**read the example**.In the Bohmian mechanics (BM) the velocity formula gives an infinite value to the velocity of the Bohmian particle at points where the wave-function vanishes, but the gradient doesn't vanish.

Do we have any proof that this is wrong, i.e. that attributing superluminal velocity to a particle is wrong? Could it be that this feature of the BM is a flaw, and implies that BM is wrong?

**EXAMPLE:**

In a Hanbury-Brown and Twiss (HB&T) type experiment with a pair of identical photons, one passing through a slit A and the other passing through a slit B - see attach - the wave-function of the pair looks as follows:

Ψ(

**r**_{1},**r**_{2}) = 2^{-½}{exp[ik|**r**_{1}-**r**_{A}| exp(ik|**r**_{2}-**r**_{B}|) + exp(ik|**r**_{1}-**r**_{B}|) exp(ik|**r**_{2}-**r**_{A}|) }= 2

^{-½}exp[iθ(**r**_{1},**r**_{2})] cos[ϕ(**r**_{1},**r**_{2})]where

**r**_{1},**r**_{2}, denore the positions of the photons, and**r**_{A},**r**_{B}, the positions of the slits.ϕ(

**r**_{1},**r**_{2}) = (κ/2) { (|**r**_{1}-**r**_{A}| + |**r**_{2}-**r**_{B}|) - (|**r**_{1}-**r**_{B}|) + |**r**_{2}-**r**_{A}|) }.If ϕ is an odd integer multiple of π/2, the wave-function vanishes. Assume that so happens for the pair of points P'

_{1}and P'_{2}. If one places detectors at these two points and, say, the detector at P'_{1}makes a detection, the detector at P'_{2}remains silent. By the BM, the particle moving towards P'_{2}jumps over this point with an infinite velocity, and this is why it cannot be detected.The problem is that the presence of the detector at P'

_{2}reduces the probability Prob(P'_{1}, Q_{2}) of joint detection at P'1 and Q_{2}, where Q_{2}is any point below P'_{2}. This probability shows no more interference effect, it is given only by the cross waves from A to Q_{2}and from B to P'_{1}.Obviously, the detector at P'1 although cannot detect the particle passing through it, but yes stops something. The probability of joint detection in P'

_{1}and Q_{2}decreases due to the detector at P'_{2}not only by the disappearence iof the nterference, but also below the sum of the isolated probabilities of detection from the crossed rays and detection from the direct rays.How are you progressing ?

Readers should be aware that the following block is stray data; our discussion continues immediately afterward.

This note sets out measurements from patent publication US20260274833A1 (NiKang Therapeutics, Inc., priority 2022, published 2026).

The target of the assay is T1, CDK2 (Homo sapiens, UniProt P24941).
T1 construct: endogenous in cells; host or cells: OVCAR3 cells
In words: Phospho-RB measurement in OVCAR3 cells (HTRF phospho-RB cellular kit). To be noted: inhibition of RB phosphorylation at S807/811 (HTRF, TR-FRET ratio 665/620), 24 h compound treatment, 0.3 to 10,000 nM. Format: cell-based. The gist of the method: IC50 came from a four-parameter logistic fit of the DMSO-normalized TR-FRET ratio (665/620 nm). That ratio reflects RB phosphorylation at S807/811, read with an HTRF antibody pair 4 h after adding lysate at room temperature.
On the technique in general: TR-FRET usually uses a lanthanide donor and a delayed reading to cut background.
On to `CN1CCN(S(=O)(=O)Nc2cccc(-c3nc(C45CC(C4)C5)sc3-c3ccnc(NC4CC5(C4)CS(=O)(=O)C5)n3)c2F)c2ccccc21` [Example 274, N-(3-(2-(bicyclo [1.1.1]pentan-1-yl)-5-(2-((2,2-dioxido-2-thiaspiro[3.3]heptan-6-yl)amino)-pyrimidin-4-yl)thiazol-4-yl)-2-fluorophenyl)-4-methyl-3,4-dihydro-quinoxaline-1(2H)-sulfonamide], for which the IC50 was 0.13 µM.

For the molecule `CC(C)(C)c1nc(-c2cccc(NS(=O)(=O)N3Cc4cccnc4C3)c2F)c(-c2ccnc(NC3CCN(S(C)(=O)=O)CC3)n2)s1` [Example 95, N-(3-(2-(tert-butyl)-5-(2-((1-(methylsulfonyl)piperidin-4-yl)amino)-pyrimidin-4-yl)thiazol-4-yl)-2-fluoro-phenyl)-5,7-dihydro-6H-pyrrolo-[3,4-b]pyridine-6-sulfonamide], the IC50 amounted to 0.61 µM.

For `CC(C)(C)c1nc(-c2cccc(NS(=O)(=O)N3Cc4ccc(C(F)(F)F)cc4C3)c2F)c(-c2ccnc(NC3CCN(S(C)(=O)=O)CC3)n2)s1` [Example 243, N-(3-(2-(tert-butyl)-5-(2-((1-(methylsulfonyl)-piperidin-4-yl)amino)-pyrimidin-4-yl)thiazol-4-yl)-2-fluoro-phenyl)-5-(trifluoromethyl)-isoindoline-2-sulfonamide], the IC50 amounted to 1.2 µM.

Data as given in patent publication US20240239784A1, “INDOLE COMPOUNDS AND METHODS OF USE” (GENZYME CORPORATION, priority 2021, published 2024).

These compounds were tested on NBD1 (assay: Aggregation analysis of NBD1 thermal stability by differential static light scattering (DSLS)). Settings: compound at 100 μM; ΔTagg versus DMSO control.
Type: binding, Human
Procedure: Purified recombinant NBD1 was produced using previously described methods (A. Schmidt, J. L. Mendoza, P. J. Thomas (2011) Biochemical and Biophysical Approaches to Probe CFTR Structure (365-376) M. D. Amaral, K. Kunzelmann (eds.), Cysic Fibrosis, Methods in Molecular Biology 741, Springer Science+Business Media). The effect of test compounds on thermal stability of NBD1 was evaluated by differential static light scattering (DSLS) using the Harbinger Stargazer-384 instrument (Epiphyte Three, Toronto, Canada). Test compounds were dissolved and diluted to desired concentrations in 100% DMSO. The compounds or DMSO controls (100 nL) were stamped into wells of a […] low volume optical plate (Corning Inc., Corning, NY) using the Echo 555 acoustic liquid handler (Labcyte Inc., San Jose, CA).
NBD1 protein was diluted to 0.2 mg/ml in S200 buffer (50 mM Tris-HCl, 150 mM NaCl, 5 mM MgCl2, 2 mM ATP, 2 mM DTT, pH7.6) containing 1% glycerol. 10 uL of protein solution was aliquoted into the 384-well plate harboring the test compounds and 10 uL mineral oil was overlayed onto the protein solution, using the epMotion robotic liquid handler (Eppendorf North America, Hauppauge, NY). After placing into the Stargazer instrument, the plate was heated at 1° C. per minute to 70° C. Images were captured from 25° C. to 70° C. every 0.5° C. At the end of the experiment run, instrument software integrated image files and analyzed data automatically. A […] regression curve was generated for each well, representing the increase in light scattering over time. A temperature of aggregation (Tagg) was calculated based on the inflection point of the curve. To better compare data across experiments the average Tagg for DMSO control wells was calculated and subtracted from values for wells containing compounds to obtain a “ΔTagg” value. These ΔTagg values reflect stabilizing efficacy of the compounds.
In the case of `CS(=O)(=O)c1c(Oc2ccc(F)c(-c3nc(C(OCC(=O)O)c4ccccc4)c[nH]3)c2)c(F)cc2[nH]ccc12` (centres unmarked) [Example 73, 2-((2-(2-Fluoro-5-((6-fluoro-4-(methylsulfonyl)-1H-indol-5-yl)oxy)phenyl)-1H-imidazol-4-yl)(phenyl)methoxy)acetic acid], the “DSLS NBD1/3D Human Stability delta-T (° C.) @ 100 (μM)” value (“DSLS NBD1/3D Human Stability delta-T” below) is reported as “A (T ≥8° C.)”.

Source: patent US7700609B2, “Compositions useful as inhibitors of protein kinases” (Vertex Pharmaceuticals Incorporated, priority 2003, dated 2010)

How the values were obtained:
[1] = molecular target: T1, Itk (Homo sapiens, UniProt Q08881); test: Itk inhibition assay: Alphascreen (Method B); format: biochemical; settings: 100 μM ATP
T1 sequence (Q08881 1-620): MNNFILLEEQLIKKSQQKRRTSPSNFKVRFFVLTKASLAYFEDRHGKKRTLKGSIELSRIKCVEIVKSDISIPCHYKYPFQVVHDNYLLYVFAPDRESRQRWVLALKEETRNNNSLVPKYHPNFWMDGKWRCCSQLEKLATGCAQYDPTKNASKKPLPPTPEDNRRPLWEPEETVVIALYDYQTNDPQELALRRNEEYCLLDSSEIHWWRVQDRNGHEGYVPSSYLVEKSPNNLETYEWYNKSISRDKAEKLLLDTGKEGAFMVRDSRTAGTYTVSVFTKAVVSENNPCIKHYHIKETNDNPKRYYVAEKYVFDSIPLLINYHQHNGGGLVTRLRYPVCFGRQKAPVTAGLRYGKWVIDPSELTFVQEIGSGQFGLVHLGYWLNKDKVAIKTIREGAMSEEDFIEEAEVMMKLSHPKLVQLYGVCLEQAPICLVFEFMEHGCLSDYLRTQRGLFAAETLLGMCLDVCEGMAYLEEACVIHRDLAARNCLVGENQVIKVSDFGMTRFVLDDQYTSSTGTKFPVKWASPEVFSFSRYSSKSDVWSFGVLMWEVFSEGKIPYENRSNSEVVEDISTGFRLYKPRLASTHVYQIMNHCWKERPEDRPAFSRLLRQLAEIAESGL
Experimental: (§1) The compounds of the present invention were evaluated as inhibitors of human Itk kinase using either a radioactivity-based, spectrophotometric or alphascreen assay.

How have you selected your respondents?

All the best from Copenhagen, Bo

In the case of diffraction of photons by an edge it can be shown simply by means of classical relativistic mechanics that the assumption of quantized angular momentum leads to a diffraction pattern which looks very similar to what is observd in experiments.

Are there any hints that in the very early days of QM Sommerfeld or Bohr or somebody else ever considered the idea that the observed "interference" patterns in diffraction experiments with electrons and photons might result from the quantization of angular momentum and from an interchange of quantized portions of ang.mom. during the interaction of an electron or photon with the atoms of an edge, slid, double-slid, etc.?

Weak measurement are a relatively new trend in quantum experiment. They mean to determine the so-called Bohmian velocity, but in fact they measure the average linear momentum while disturbing very little the wave-function in each trial of the experiment. Thus, in each trial, after such a measurement one can do additional measurements on the wave-function negligibly disturbed.

For a very clear example see:

Sacha Kocsis, Boris Braverman, Sylvain Ravets, Martin J. Stevens, Richard P. Mirin, L. Krister Shalm, Aephraim M. Steinberg,

**Observing the Average Trajectories of Single Photons in a Two-Slit Interferometer**, Science 332, 1170 (2011); DOI: 10.1126/science.1202218Can anyone please explain how we can evaluate quantum correlation between two feature subset vectors (or two qubit states)?

Can we use results from mechanics at macro scale, for example uncertainty, and call it quantum mechanics and export it to the smaller scales?

Or are other terms prefferable, for the more observable systems?